Turf tussle erupts in charity over fiduciary duty*
The Ontario Superior Court of Justice has released its decision in Victoria Order of Nurses for Canada v. Greater Hamilton Wellness Foundation, a case in which a parallel foundation sought to expend its assets contrary to its objects by refusing to use them to support the organization for which it had been established.
As one would expect, the court refused to permit such an obvious breach of fiduciary duty.
The applicant, VON Canada, is a charity that carries out a healthcare mission across Canada. Until 2003, it operated through a structure of provincial organizations and local branches (all of which were separate charitable corporations). This proved to be unwieldy so the provincial organizations and local branches were consolidated into a limited number of regional VON charities in the early part of the current century.
In 1981, the Victorian Order of Nurses Hamilton Wentworth Foundation was formed as a parallel organization to support the work of the Hamilton branch. Both its object and its dissolution clauses limited it to the support of Ontario VON branches or their successors. In 2003 the foundation negotiated but did not sign a memorandum of intent whereby it would continue to support VON programming that would be carried out by VON Canada, with the Hamilton branch to be dissolved as a separate corporation. Even though unsigned, the memo of intent was implemented and abided by until 2008.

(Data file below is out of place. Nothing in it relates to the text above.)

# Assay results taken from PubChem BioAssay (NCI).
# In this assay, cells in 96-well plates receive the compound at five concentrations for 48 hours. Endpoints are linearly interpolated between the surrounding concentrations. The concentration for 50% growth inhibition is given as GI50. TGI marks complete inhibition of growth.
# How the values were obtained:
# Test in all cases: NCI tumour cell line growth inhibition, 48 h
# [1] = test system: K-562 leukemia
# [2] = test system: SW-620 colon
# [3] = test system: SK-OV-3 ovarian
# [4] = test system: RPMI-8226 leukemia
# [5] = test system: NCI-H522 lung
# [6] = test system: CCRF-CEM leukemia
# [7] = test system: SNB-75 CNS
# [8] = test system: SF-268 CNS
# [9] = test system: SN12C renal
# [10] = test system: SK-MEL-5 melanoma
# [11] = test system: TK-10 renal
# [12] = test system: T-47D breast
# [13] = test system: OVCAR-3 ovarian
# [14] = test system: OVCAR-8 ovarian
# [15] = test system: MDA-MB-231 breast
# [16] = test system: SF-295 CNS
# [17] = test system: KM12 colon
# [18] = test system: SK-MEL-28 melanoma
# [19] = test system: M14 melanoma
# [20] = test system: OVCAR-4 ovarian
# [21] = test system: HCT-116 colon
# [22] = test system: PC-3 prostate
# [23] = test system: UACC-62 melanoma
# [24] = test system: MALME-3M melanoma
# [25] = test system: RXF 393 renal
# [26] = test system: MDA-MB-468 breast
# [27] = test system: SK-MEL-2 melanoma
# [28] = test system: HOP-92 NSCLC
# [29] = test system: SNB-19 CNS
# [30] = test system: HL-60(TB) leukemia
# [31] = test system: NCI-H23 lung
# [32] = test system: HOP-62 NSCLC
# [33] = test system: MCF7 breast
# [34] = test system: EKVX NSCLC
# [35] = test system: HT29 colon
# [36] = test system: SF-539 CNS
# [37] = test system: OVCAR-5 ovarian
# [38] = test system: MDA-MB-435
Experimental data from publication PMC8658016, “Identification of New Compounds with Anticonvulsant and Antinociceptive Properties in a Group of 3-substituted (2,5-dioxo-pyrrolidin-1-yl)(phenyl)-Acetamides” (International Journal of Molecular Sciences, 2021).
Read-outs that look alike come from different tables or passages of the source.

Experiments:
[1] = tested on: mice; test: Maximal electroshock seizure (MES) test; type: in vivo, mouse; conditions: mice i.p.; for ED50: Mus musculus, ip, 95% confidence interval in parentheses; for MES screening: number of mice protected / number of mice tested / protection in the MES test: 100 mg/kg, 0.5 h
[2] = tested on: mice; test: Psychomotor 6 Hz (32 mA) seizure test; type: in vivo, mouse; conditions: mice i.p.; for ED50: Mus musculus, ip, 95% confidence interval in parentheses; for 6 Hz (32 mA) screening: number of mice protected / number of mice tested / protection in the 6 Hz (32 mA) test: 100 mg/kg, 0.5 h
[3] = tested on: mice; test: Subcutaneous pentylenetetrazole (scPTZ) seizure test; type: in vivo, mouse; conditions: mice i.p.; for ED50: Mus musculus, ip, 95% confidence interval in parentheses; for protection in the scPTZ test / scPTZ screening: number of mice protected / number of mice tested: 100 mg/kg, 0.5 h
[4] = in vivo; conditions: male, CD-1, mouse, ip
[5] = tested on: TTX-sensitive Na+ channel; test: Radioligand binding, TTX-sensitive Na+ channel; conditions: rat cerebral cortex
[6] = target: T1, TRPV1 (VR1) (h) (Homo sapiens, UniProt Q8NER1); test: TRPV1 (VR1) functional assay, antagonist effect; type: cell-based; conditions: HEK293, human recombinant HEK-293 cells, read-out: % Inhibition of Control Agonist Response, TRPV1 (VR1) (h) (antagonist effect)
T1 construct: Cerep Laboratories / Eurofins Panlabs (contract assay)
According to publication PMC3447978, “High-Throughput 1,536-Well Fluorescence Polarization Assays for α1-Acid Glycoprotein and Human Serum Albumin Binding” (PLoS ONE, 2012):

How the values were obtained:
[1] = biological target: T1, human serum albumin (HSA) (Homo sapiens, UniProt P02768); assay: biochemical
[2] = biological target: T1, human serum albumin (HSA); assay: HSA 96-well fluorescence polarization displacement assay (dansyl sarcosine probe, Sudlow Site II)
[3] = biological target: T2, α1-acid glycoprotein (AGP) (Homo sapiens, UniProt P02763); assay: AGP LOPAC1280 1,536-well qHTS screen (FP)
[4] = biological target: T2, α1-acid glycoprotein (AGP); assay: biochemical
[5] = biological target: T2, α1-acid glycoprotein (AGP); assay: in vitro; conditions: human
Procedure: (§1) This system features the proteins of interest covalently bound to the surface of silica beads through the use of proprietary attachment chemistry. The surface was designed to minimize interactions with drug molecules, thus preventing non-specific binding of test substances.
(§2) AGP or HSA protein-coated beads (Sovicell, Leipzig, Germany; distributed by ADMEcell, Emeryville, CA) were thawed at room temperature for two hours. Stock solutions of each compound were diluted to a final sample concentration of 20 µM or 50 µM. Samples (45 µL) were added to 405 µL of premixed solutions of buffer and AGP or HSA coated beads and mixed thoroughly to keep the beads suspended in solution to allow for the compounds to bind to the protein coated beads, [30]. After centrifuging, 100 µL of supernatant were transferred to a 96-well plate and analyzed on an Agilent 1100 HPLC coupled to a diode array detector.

In 2008 VON Canada asked all foundations to sign an association agreement. The chair of the Hamilton Wentworth Foundation (who was also a VON Canada board member) objected vigorously to this agreement and began to take steps to renew the existence of a separate Hamilton branch. Although the chair did not acknowledge that her approach presented a conflict, she did eventually resign from the board of VON Canada.
In 2009 the Hamilton Wentworth Foundation decided that it wished to fund charitable activities not carried out by VON Canada and introduced stringent new requirements, resulting in some VON Canada funding requests being refused. The foundation also applied for supplementary letters patent permitting it to grant to any Ontario charity.
Faced with the above, VON Canada applied to the court and obtained an interim injunction preventing the Hamilton Wentworth Foundation from identifying itself as a VON related entity and freezing the foundation’s assets.
The court has now also given its final decision on the merits. It confirmed that VON Canada clearly has status to complain, both at common law and under the Charities Accounting Act (Ontario) and that the Hamilton Wentworth Foundation’s directors are trustees. The court confirmed that the objects of the foundation, both on their words and in the totality of the circumstances, only permitted the foundation to support VON Hamilton and its successors.
The refusal of the foundation to support (financially and in various other ways) VON Hamilton’s successor was a breach of fiduciary duty on the part of the foundation (and by implication its directors). As a result, the court ordered the foundation to transfer all of its assets to the successor of VON Hamilton immediately.
The legal result is exactly as one would expect. What is perhaps more interesting is the factual background. The foundation’s extraordinary (on the face of the decision) tenaciousness might have been better devoted to supporting charitable works rather than litigation that ultimately resulted in a finding of fiduciary breach. It will be interesting to see what the costs consequences of this litigation are.
*This article was originally published in (2011) 31:29 Lawyers Weekly 10.